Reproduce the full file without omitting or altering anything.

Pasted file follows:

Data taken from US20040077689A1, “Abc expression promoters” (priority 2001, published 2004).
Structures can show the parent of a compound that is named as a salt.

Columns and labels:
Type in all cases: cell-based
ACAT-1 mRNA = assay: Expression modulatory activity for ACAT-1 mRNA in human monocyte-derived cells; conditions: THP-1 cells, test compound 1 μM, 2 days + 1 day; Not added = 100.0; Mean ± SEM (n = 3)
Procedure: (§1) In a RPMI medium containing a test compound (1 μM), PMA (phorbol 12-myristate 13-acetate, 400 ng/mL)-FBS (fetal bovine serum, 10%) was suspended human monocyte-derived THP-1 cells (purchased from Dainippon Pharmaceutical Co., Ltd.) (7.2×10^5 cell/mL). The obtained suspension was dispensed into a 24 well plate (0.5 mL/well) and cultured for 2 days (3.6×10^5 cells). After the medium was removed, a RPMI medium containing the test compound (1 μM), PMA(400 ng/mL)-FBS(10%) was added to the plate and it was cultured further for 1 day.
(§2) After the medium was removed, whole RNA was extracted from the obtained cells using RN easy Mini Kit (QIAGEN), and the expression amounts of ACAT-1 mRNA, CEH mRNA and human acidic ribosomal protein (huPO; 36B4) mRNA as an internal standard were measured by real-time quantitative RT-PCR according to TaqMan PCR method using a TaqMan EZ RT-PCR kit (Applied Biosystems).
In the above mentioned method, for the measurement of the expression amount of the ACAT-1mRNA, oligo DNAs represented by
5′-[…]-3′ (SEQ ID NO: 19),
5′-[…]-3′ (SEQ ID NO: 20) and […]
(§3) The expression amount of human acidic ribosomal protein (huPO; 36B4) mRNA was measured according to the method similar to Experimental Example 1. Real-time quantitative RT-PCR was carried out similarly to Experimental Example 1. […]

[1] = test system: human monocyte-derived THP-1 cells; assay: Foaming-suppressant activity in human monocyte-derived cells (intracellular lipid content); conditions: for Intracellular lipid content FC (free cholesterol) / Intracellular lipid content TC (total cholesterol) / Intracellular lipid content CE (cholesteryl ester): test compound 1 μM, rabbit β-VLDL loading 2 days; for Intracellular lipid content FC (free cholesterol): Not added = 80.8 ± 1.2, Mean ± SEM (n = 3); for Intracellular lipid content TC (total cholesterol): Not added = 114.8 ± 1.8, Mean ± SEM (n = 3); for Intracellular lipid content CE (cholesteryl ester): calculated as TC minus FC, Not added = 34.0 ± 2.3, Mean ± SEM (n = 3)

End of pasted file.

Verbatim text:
Data taken from US20040077689A1, “Abc expression promoters” (priority 2001, published 2004).
Structures can show the parent of a compound that is named as a salt.

Columns and labels:
Type in all cases: cell-based
ACAT-1 mRNA = assay: Expression modulatory activity for ACAT-1 mRNA in human monocyte-derived cells; conditions: THP-1 cells, test compound 1 μM, 2 days + 1 day; Not added = 100.0; Mean ± SEM (n = 3)
Procedure: (§1) In a RPMI medium containing a test compound (1 μM), PMA (phorbol 12-myristate 13-acetate, 400 ng/mL)-FBS (fetal bovine serum, 10%) was suspended human monocyte-derived THP-1 cells (purchased from Dainippon Pharmaceutical Co., Ltd.) (7.2×10^5 cell/mL). The obtained suspension was dispensed into a 24 well plate (0.5 mL/well) and cultured for 2 days (3.6×10^5 cells). After the medium was removed, a RPMI medium containing the test compound (1 μM), PMA(400 ng/mL)-FBS(10%) was added to the plate and it was cultured further for 1 day.
(§2) After the medium was removed, whole RNA was extracted from the obtained cells using RN easy Mini Kit (QIAGEN), and the expression amounts of ACAT-1 mRNA, CEH mRNA and human acidic ribosomal protein (huPO; 36B4) mRNA as an internal standard were measured by real-time quantitative RT-PCR according to TaqMan PCR method using a TaqMan EZ RT-PCR kit (Applied Biosystems).
In the above mentioned method, for the measurement of the expression amount of the ACAT-1mRNA, oligo DNAs represented by
5′-[…]-3′ (SEQ ID NO: 19),
5′-[…]-3′ (SEQ ID NO: 20) and […]
(§3) The expression amount of human acidic ribosomal protein (huPO; 36B4) mRNA was measured according to the method similar to Experimental Example 1. Real-time quantitative RT-PCR was carried out similarly to Experimental Example 1. […]

[1] = test system: human monocyte-derived THP-1 cells; assay: Foaming-suppressant activity in human monocyte-derived cells (intracellular lipid content); conditions: for Intracellular lipid content FC (free cholesterol) / Intracellular lipid content TC (total cholesterol) / Intracellular lipid content CE (cholesteryl ester): test compound 1 μM, rabbit β-VLDL loading 2 days; for Intracellular lipid content FC (free cholesterol): Not added = 80.8 ± 1.2, Mean ± SEM (n = 3); for Intracellular lipid content TC (total cholesterol): Not added = 114.8 ± 1.8, Mean ± SEM (n = 3); for Intracellular lipid content CE (cholesteryl ester): calculated as TC minus FC, Not added = 34.0 ± 2.3, Mean ± SEM (n = 3)